Teachers relent over new pay deal

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THE SECOND-biggest teaching union offered yesterday to do a deal over performance-related pay to avert industrial action in schools.

Nigel de Gruchy, general secretary of the National Association of Schoolmasters Union of Women Teachers, said most staff would accept pay linked to appraisals by heads. But ministers would have to compromise on plans to bring pupils' examination targets into the pay formula.

A union-commissioned poll of 1,000 teachers published yesterday found 57 per cent were willing to accept a link between pay and appraisal "which takes account of skill, knowledge, ability and effort". Three- quarters of those polled also agreed with proposals to introduce maths, English and computer tests for trainee teachers.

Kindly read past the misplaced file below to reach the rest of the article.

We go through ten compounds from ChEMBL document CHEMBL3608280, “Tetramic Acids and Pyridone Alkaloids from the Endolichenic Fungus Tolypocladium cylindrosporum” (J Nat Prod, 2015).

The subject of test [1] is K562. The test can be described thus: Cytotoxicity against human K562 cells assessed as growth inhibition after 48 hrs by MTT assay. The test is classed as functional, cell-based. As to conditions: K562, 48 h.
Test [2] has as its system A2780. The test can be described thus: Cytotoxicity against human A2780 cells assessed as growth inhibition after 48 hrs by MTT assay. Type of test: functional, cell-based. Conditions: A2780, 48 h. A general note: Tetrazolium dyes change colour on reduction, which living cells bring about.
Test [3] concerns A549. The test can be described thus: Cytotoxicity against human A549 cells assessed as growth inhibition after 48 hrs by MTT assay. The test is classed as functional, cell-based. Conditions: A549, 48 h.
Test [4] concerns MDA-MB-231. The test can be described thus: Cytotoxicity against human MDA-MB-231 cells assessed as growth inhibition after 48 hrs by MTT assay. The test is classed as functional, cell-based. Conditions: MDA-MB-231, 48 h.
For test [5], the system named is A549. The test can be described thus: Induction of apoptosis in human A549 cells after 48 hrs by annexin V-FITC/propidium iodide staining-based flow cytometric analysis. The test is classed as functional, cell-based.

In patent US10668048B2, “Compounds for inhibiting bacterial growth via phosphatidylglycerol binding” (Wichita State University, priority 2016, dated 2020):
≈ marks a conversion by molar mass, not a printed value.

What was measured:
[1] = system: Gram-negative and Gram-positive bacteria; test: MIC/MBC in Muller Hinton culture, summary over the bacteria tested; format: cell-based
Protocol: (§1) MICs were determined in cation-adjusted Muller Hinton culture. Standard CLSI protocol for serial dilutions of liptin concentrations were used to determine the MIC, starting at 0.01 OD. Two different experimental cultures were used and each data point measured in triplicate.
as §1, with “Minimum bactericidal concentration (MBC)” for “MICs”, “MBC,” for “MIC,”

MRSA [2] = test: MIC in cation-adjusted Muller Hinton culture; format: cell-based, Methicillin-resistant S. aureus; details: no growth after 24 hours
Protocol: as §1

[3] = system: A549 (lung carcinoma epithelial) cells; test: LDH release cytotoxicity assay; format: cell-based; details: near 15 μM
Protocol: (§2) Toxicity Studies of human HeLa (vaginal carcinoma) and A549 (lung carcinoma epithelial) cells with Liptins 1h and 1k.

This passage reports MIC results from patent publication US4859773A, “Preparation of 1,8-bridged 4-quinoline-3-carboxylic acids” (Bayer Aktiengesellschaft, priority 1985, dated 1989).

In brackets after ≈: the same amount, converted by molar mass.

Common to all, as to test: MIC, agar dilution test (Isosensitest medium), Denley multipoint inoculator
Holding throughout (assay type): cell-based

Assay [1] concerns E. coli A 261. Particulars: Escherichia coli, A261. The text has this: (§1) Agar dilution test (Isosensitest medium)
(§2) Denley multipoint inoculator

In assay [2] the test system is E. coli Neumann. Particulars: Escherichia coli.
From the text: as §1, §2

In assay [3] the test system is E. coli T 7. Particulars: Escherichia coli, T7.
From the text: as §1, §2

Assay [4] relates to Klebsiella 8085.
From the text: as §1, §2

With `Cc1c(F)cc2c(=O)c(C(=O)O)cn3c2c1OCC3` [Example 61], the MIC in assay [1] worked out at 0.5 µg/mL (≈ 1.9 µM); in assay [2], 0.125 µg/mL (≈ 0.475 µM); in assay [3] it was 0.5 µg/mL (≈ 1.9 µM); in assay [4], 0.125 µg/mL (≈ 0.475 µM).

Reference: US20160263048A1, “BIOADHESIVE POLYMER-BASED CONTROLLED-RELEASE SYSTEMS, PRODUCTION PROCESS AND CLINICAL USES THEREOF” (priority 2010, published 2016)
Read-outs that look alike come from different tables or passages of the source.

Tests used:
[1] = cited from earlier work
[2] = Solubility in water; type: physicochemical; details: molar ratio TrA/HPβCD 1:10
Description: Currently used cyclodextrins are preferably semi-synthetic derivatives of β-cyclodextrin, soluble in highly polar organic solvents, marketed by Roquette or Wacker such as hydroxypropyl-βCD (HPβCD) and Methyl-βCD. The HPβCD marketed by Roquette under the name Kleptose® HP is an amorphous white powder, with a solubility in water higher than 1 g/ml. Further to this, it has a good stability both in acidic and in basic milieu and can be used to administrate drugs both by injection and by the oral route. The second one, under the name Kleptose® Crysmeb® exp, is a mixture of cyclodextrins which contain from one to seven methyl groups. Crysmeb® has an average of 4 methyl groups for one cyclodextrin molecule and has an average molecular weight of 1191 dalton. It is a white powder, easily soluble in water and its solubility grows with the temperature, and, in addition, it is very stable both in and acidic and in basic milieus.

In contrast, 73 per cent disagreed with proposals linking pay to the progress of pupils and more than half disagreed with the Government's "fast-track" proposals for rapid advancement for teachers with exceptional ability.

The NASUWT poll offers the Government the first hope of reconciliation after the publication this month of proposals for pay linked to performance.

But Mr de Gruchy said: "This system will not work unless the Government gets the agreement of the majority of teachers. There is no way that what they are proposing now will do that." A Department of Education spokesman welcomed the poll results. "We confirm ... our readiness to talk about the criteria for assessing teachers' performance."

The biggest teaching union, the National Union of Teachers, has already threatened a series of one-day strikes over the package.

Other union leaders have warned that annual appraisal is "unmanageable".

Under government plans, teachers will have to pass an annual "MOT", based on exam targets and appraisals by managers, to win pay rises.